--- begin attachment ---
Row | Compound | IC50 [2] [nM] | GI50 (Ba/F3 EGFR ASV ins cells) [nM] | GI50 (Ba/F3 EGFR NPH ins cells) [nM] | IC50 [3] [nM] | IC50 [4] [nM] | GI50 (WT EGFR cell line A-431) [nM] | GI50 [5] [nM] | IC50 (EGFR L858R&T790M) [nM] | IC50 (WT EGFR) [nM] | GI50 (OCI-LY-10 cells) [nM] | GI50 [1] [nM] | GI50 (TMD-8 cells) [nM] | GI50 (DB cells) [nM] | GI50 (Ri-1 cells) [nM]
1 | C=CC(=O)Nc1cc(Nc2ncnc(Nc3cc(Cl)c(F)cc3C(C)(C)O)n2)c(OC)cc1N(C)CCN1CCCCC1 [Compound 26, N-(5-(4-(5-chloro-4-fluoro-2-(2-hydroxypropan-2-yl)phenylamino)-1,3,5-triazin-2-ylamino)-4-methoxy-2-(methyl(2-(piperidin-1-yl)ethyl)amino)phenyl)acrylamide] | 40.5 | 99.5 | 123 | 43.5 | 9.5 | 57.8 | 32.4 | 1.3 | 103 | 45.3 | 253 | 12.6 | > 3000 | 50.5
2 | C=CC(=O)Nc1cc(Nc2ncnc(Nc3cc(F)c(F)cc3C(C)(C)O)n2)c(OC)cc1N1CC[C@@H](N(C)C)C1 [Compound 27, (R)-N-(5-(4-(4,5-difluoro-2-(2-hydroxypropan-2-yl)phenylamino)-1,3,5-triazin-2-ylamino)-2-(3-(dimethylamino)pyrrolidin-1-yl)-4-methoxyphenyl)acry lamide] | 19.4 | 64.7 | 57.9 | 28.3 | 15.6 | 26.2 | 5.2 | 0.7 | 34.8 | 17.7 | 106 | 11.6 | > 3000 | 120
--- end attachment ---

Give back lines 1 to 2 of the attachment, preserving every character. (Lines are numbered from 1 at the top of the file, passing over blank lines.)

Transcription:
Row | Compound | IC50 [2] [nM] | GI50 (Ba/F3 EGFR ASV ins cells) [nM] | GI50 (Ba/F3 EGFR NPH ins cells) [nM] | IC50 [3] [nM] | IC50 [4] [nM] | GI50 (WT EGFR cell line A-431) [nM] | GI50 [5] [nM] | IC50 (EGFR L858R&T790M) [nM] | IC50 (WT EGFR) [nM] | GI50 (OCI-LY-10 cells) [nM] | GI50 [1] [nM] | GI50 (TMD-8 cells) [nM] | GI50 (DB cells) [nM] | GI50 (Ri-1 cells) [nM]
1 | C=CC(=O)Nc1cc(Nc2ncnc(Nc3cc(Cl)c(F)cc3C(C)(C)O)n2)c(OC)cc1N(C)CCN1CCCCC1 [Compound 26, N-(5-(4-(5-chloro-4-fluoro-2-(2-hydroxypropan-2-yl)phenylamino)-1,3,5-triazin-2-ylamino)-4-methoxy-2-(methyl(2-(piperidin-1-yl)ethyl)amino)phenyl)acrylamide] | 40.5 | 99.5 | 123 | 43.5 | 9.5 | 57.8 | 32.4 | 1.3 | 103 | 45.3 | 253 | 12.6 | > 3000 | 50.5